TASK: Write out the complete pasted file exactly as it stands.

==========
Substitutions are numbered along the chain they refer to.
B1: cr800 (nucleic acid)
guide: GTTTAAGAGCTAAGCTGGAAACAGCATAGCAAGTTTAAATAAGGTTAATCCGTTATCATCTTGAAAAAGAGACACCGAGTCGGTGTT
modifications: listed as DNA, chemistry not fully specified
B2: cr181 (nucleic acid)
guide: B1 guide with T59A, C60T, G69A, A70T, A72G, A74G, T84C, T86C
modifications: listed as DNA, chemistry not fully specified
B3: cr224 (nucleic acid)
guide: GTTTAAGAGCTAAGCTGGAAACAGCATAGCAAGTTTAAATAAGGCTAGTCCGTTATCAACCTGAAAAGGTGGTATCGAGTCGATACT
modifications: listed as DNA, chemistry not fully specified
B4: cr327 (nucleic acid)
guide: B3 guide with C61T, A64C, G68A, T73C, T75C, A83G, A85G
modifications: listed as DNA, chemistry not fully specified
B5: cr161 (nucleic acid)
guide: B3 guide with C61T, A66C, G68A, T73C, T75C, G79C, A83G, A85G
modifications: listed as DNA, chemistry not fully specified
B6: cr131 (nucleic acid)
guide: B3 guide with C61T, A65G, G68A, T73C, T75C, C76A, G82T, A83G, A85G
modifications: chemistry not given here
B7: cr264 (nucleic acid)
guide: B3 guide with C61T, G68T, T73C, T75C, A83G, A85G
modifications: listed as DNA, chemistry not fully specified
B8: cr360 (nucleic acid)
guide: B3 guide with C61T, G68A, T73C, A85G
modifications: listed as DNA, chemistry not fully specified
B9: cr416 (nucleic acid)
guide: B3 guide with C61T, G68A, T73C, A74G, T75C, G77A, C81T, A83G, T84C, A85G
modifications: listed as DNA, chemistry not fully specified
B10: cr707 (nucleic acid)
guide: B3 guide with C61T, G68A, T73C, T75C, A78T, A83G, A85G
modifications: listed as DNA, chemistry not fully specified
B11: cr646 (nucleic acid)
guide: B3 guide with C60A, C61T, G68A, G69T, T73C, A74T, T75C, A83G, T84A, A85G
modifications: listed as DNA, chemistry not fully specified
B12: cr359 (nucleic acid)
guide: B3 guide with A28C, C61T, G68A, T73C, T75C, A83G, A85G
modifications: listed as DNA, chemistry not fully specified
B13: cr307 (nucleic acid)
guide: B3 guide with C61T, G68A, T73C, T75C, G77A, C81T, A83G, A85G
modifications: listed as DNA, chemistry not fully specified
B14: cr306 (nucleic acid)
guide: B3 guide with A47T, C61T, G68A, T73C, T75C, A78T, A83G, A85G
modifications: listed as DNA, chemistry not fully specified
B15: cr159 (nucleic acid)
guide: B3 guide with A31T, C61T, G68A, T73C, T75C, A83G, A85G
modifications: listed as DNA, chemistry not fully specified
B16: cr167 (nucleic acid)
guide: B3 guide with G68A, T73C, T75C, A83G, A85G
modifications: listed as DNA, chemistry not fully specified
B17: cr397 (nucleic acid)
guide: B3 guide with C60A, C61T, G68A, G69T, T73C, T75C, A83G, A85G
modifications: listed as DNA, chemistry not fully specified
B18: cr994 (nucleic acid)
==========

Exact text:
Substitutions are numbered along the chain they refer to.
B1: cr800 (nucleic acid)
guide: GTTTAAGAGCTAAGCTGGAAACAGCATAGCAAGTTTAAATAAGGTTAATCCGTTATCATCTTGAAAAAGAGACACCGAGTCGGTGTT
modifications: listed as DNA, chemistry not fully specified
B2: cr181 (nucleic acid)
guide: B1 guide with T59A, C60T, G69A, A70T, A72G, A74G, T84C, T86C
modifications: listed as DNA, chemistry not fully specified
B3: cr224 (nucleic acid)
guide: GTTTAAGAGCTAAGCTGGAAACAGCATAGCAAGTTTAAATAAGGCTAGTCCGTTATCAACCTGAAAAGGTGGTATCGAGTCGATACT
modifications: listed as DNA, chemistry not fully specified
B4: cr327 (nucleic acid)
guide: B3 guide with C61T, A64C, G68A, T73C, T75C, A83G, A85G
modifications: listed as DNA, chemistry not fully specified
B5: cr161 (nucleic acid)
guide: B3 guide with C61T, A66C, G68A, T73C, T75C, G79C, A83G, A85G
modifications: listed as DNA, chemistry not fully specified
B6: cr131 (nucleic acid)
guide: B3 guide with C61T, A65G, G68A, T73C, T75C, C76A, G82T, A83G, A85G
modifications: chemistry not given here
B7: cr264 (nucleic acid)
guide: B3 guide with C61T, G68T, T73C, T75C, A83G, A85G
modifications: listed as DNA, chemistry not fully specified
B8: cr360 (nucleic acid)
guide: B3 guide with C61T, G68A, T73C, A85G
modifications: listed as DNA, chemistry not fully specified
B9: cr416 (nucleic acid)
guide: B3 guide with C61T, G68A, T73C, A74G, T75C, G77A, C81T, A83G, T84C, A85G
modifications: listed as DNA, chemistry not fully specified
B10: cr707 (nucleic acid)
guide: B3 guide with C61T, G68A, T73C, T75C, A78T, A83G, A85G
modifications: listed as DNA, chemistry not fully specified
B11: cr646 (nucleic acid)
guide: B3 guide with C60A, C61T, G68A, G69T, T73C, A74T, T75C, A83G, T84A, A85G
modifications: listed as DNA, chemistry not fully specified
B12: cr359 (nucleic acid)
guide: B3 guide with A28C, C61T, G68A, T73C, T75C, A83G, A85G
modifications: listed as DNA, chemistry not fully specified
B13: cr307 (nucleic acid)
guide: B3 guide with C61T, G68A, T73C, T75C, G77A, C81T, A83G, A85G
modifications: listed as DNA, chemistry not fully specified
B14: cr306 (nucleic acid)
guide: B3 guide with A47T, C61T, G68A, T73C, T75C, A78T, A83G, A85G
modifications: listed as DNA, chemistry not fully specified
B15: cr159 (nucleic acid)
guide: B3 guide with A31T, C61T, G68A, T73C, T75C, A83G, A85G
modifications: listed as DNA, chemistry not fully specified
B16: cr167 (nucleic acid)
guide: B3 guide with G68A, T73C, T75C, A83G, A85G
modifications: listed as DNA, chemistry not fully specified
B17: cr397 (nucleic acid)
guide: B3 guide with C60A, C61T, G68A, G69T, T73C, T75C, A83G, A85G
modifications: listed as DNA, chemistry not fully specified
B18: cr994 (nucleic acid)